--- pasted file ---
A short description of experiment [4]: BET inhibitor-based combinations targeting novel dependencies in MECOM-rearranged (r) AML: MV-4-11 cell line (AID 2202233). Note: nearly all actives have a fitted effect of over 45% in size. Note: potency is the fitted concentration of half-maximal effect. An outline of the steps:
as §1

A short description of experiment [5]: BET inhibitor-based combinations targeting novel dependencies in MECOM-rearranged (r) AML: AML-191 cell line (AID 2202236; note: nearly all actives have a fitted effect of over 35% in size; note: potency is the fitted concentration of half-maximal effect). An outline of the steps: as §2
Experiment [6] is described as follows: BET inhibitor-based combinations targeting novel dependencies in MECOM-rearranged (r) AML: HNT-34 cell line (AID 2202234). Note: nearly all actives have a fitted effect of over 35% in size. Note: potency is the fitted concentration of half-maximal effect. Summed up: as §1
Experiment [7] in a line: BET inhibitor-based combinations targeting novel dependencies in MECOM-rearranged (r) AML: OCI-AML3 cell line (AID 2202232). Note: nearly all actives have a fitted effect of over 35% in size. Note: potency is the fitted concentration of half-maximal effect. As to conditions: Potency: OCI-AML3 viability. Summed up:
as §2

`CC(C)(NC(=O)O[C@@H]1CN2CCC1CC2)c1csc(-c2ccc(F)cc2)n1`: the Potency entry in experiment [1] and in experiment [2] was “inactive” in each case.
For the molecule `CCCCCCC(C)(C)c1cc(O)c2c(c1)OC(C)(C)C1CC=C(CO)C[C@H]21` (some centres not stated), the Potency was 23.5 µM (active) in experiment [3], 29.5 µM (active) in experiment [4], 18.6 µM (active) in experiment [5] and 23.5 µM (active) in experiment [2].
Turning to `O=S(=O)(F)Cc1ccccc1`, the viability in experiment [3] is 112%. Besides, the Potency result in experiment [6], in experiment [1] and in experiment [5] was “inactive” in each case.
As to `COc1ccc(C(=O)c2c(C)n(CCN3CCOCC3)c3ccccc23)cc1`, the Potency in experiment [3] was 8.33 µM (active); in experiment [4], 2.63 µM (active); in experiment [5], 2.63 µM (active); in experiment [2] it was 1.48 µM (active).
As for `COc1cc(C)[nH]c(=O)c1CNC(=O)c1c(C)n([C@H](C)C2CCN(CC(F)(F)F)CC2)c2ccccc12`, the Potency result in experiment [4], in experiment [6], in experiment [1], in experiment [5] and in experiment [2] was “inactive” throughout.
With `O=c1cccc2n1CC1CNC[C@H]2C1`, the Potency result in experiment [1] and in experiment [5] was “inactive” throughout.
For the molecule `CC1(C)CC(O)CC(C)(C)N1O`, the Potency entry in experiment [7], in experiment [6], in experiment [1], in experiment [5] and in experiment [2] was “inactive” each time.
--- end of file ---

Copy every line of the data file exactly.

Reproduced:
A short description of experiment [4]: BET inhibitor-based combinations targeting novel dependencies in MECOM-rearranged (r) AML: MV-4-11 cell line (AID 2202233). Note: nearly all actives have a fitted effect of over 45% in size. Note: potency is the fitted concentration of half-maximal effect. An outline of the steps:
as §1

A short description of experiment [5]: BET inhibitor-based combinations targeting novel dependencies in MECOM-rearranged (r) AML: AML-191 cell line (AID 2202236; note: nearly all actives have a fitted effect of over 35% in size; note: potency is the fitted concentration of half-maximal effect). An outline of the steps: as §2
Experiment [6] is described as follows: BET inhibitor-based combinations targeting novel dependencies in MECOM-rearranged (r) AML: HNT-34 cell line (AID 2202234). Note: nearly all actives have a fitted effect of over 35% in size. Note: potency is the fitted concentration of half-maximal effect. Summed up: as §1
Experiment [7] in a line: BET inhibitor-based combinations targeting novel dependencies in MECOM-rearranged (r) AML: OCI-AML3 cell line (AID 2202232). Note: nearly all actives have a fitted effect of over 35% in size. Note: potency is the fitted concentration of half-maximal effect. As to conditions: Potency: OCI-AML3 viability. Summed up:
as §2

`CC(C)(NC(=O)O[C@@H]1CN2CCC1CC2)c1csc(-c2ccc(F)cc2)n1`: the Potency entry in experiment [1] and in experiment [2] was “inactive” in each case.
For the molecule `CCCCCCC(C)(C)c1cc(O)c2c(c1)OC(C)(C)C1CC=C(CO)C[C@H]21` (some centres not stated), the Potency was 23.5 µM (active) in experiment [3], 29.5 µM (active) in experiment [4], 18.6 µM (active) in experiment [5] and 23.5 µM (active) in experiment [2].
Turning to `O=S(=O)(F)Cc1ccccc1`, the viability in experiment [3] is 112%. Besides, the Potency result in experiment [6], in experiment [1] and in experiment [5] was “inactive” in each case.
As to `COc1ccc(C(=O)c2c(C)n(CCN3CCOCC3)c3ccccc23)cc1`, the Potency in experiment [3] was 8.33 µM (active); in experiment [4], 2.63 µM (active); in experiment [5], 2.63 µM (active); in experiment [2] it was 1.48 µM (active).
As for `COc1cc(C)[nH]c(=O)c1CNC(=O)c1c(C)n([C@H](C)C2CCN(CC(F)(F)F)CC2)c2ccccc12`, the Potency result in experiment [4], in experiment [6], in experiment [1], in experiment [5] and in experiment [2] was “inactive” throughout.
With `O=c1cccc2n1CC1CNC[C@H]2C1`, the Potency result in experiment [1] and in experiment [5] was “inactive” throughout.
For the molecule `CC1(C)CC(O)CC(C)(C)N1O`, the Potency entry in experiment [7], in experiment [6], in experiment [1], in experiment [5] and in experiment [2] was “inactive” each time.